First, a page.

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Big Sunday for RACQ CareFlight Rescue with 13 missions in 15 hours

Queensland’s RACQ CareFlight Rescue service has flown 13 missions in 15 hours across Southern Queensland.

The lifesaving service’s four helicopters began work at first light yesterday morning and received the final task of the day just before 9pm last night.

“It was a big day for our crews but we’re on standby 24 hours a day and go where we’re needed,” CareFlight CEO Ashley van de Velde said.

The first mission of the day was an inter-facility transfer from Gympie Hospital to Brisbane, by the Sunshine Coast based rescue helicopter.

All four bases would have their helicopters airborne in the next six hours as the crews were tasked on six missions.

The Toowoomba crew was to airlift a woman from a Kilkivan property with a serious medical condition before backing up immediately afterwards to attend a two vehicle collision near Gatton.

A male patient was treated on the scene by the CareFlight medical team and QAS before being airlifted back up the mountain with suspected internal injuries.

The Gold Coast helicopter was also in the air, at Beaudesert Hospital to airlift a woman with a severe allergic reaction, back to Griffith University Hospital.

At the same time Bundaberg was on a mission to Monto Hospital airlifting two patients who required further care at Bundaberg Hospital.

Just before noon the Sunshine Coast crew was to also treat and transfer a dirt bike rider who suffered head injuries after coming off his bike at Burgowan.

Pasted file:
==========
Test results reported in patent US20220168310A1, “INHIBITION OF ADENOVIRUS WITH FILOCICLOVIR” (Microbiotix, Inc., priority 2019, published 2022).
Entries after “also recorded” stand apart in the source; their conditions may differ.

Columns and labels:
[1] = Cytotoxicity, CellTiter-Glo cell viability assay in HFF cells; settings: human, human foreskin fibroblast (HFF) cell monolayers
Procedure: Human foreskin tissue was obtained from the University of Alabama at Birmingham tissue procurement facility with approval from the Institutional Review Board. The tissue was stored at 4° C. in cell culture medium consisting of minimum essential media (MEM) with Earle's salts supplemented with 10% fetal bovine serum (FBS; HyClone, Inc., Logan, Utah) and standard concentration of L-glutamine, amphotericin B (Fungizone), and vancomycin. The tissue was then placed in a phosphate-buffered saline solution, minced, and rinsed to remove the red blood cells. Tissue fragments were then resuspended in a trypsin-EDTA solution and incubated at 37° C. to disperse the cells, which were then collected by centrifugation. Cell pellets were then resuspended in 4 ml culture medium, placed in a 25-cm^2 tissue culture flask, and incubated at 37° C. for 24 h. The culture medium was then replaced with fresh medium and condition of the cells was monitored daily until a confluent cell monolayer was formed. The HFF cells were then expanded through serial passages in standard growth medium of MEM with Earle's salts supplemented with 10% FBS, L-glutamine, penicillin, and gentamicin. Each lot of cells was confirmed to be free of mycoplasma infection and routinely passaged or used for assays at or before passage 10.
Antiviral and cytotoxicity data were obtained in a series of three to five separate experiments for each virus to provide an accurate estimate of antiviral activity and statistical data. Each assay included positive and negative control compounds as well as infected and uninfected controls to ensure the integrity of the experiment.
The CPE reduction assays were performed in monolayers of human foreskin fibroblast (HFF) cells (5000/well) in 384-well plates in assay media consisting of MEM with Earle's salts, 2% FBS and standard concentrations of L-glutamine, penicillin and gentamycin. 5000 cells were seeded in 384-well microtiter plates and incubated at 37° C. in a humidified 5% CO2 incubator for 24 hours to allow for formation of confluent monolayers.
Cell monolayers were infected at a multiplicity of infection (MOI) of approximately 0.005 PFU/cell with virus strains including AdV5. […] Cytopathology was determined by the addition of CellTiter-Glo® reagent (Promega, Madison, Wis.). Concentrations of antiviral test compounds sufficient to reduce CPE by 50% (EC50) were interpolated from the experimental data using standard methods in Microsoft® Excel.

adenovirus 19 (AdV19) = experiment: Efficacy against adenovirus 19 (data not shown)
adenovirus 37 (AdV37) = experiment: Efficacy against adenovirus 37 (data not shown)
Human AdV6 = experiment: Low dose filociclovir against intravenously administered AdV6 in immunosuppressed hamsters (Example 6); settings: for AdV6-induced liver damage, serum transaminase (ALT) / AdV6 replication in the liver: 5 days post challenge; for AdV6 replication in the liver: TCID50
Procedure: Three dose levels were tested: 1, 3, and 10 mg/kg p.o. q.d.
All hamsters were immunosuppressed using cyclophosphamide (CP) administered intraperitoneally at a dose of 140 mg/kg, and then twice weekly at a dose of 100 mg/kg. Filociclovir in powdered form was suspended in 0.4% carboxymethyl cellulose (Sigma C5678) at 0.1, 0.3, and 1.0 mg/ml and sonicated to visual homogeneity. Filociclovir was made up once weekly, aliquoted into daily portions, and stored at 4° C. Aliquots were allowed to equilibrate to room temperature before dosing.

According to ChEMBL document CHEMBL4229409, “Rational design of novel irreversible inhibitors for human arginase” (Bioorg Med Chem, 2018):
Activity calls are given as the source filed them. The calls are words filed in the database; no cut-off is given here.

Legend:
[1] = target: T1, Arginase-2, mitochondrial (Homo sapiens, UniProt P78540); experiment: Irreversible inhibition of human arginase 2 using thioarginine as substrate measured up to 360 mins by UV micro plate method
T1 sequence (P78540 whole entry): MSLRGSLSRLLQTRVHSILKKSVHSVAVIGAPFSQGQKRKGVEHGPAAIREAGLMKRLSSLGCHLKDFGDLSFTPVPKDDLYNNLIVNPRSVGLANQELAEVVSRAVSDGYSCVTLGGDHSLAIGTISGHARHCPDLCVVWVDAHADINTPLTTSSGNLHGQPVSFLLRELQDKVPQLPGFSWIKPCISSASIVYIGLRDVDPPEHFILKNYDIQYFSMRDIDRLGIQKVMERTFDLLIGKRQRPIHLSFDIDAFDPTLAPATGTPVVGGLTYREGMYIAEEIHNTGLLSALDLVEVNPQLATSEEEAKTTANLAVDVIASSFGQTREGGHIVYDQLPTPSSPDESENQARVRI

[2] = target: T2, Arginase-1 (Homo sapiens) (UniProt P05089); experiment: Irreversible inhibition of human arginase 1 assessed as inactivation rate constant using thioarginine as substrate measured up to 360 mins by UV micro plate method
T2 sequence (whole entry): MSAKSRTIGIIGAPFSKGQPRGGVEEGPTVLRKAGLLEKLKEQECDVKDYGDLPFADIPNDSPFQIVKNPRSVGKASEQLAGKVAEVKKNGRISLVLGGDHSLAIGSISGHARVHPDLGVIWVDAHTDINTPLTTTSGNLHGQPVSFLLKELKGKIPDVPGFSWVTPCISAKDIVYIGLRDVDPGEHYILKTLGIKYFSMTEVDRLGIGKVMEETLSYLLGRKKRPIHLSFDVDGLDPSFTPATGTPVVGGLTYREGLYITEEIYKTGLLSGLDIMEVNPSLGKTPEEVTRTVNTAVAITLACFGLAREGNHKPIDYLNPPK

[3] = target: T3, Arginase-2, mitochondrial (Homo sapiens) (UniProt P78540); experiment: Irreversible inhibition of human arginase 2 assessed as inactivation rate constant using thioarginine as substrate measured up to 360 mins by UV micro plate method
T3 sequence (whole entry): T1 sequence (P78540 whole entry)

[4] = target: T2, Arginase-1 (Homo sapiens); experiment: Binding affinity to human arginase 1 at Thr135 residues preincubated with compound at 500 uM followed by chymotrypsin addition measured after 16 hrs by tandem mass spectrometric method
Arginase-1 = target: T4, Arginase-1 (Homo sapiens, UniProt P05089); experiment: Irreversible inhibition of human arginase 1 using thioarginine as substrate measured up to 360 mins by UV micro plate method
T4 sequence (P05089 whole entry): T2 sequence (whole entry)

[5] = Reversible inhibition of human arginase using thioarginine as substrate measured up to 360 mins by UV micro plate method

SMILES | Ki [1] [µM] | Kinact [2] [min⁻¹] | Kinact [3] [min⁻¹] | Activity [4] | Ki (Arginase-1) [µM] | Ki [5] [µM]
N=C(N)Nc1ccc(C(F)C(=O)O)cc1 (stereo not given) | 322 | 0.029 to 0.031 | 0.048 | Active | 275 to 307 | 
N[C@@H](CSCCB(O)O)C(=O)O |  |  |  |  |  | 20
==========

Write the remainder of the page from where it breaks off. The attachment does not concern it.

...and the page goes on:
The rider was flown to the Royal Brisbane Hospital in a serious but stable condition.

“Having four bases and specialist aero-medical teams located across Southern Queensland enables us to deliver swift medical assistance to a wide region quickly,” Mr van de Velde said.

“CareFlight is able to airlift seriously ill patients to specialist care and respond to serious, immediate accidents and emergencies.

“Our crews are all local people and part of the job’s personal reward is to help patients from your own community.”

By the end of the day the crews had flown 13 missions in 15 hours.

Over a year the crews average three to four missions a day.

“Any emergency field missions we attended this weekend also included the Queensland Ambulance Service and Queensland Fire Service,” Mr van de Velde said.

“We work incredibly closely with these specialist emergency teams.

“It sees the best possible outcomes for patients in their greatest time of need.”

Toowoomba        5 missions

Bundaberg          4 missions

Sunshine Coast   3 missions

Gold Coast          1 mission